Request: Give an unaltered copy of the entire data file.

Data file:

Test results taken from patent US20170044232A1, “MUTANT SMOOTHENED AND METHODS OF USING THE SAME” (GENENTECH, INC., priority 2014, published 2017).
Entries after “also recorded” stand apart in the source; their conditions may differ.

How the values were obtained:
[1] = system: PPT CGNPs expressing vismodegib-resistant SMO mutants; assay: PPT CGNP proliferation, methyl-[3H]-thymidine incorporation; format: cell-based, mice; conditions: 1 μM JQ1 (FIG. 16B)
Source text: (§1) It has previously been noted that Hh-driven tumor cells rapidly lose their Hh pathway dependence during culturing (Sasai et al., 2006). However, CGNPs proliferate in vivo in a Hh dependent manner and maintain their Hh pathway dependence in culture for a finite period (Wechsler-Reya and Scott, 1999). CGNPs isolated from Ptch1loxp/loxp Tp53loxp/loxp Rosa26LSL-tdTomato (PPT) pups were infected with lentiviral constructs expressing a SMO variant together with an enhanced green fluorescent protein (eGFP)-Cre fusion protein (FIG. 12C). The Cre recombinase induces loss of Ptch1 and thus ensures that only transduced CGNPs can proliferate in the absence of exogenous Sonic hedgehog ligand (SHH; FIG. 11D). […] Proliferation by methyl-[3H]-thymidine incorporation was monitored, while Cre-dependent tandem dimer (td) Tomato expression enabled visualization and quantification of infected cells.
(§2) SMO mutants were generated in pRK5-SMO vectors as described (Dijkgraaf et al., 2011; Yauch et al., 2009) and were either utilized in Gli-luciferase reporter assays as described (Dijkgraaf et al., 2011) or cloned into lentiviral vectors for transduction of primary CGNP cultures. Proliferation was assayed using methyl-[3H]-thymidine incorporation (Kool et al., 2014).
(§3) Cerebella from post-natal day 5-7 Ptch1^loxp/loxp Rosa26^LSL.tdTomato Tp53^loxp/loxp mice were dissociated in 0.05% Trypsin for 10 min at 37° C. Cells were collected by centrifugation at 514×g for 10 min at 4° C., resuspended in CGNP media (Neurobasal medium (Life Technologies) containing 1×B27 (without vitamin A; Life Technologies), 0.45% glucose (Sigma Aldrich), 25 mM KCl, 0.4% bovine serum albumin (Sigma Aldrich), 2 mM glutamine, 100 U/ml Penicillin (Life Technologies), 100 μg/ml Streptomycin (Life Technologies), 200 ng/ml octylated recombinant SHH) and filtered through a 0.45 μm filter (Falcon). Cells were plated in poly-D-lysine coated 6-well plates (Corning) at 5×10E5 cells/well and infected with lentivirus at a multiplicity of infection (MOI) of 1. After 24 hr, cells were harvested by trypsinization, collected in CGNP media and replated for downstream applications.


Test results taken from patent US20170044232A1, “MUTANT SMOOTHENED AND METHODS OF USING THE SAME” (GENENTECH, INC., priority 2014, published 2017).
Entries after “also recorded” stand apart in the source; their conditions may differ.

How the values were obtained:
[1] = system: PPT CGNPs expressing vismodegib-resistant SMO mutants; assay: PPT CGNP proliferation, methyl-[3H]-thymidine incorporation; format: cell-based, mice; conditions: 1 μM JQ1 (FIG. 16B)
Source text: (§1) It has previously been noted that Hh-driven tumor cells rapidly lose their Hh pathway dependence during culturing (Sasai et al., 2006). However, CGNPs proliferate in vivo in a Hh dependent manner and maintain their Hh pathway dependence in culture for a finite period (Wechsler-Reya and Scott, 1999). CGNPs isolated from Ptch1loxp/loxp Tp53loxp/loxp Rosa26LSL-tdTomato (PPT) pups were infected with lentiviral constructs expressing a SMO variant together with an enhanced green fluorescent protein (eGFP)-Cre fusion protein (FIG. 12C). The Cre recombinase induces loss of Ptch1 and thus ensures that only transduced CGNPs can proliferate in the absence of exogenous Sonic hedgehog ligand (SHH; FIG. 11D). […] Proliferation by methyl-[3H]-thymidine incorporation was monitored, while Cre-dependent tandem dimer (td) Tomato expression enabled visualization and quantification of infected cells.
(§2) SMO mutants were generated in pRK5-SMO vectors as described (Dijkgraaf et al., 2011; Yauch et al., 2009) and were either utilized in Gli-luciferase reporter assays as described (Dijkgraaf et al., 2011) or cloned into lentiviral vectors for transduction of primary CGNP cultures. Proliferation was assayed using methyl-[3H]-thymidine incorporation (Kool et al., 2014).
(§3) Cerebella from post-natal day 5-7 Ptch1^loxp/loxp Rosa26^LSL.tdTomato Tp53^loxp/loxp mice were dissociated in 0.05% Trypsin for 10 min at 37° C. Cells were collected by centrifugation at 514×g for 10 min at 4° C., resuspended in CGNP media (Neurobasal medium (Life Technologies) containing 1×B27 (without vitamin A; Life Technologies), 0.45% glucose (Sigma Aldrich), 25 mM KCl, 0.4% bovine serum albumin (Sigma Aldrich), 2 mM glutamine, 100 U/ml Penicillin (Life Technologies), 100 μg/ml Streptomycin (Life Technologies), 200 ng/ml octylated recombinant SHH) and filtered through a 0.45 μm filter (Falcon). Cells were plated in poly-D-lysine coated 6-well plates (Corning) at 5×10E5 cells/well and infected with lentivirus at a multiplicity of infection (MOI) of 1. After 24 hr, cells were harvested by trypsinization, collected in CGNP media and replated for downstream applications.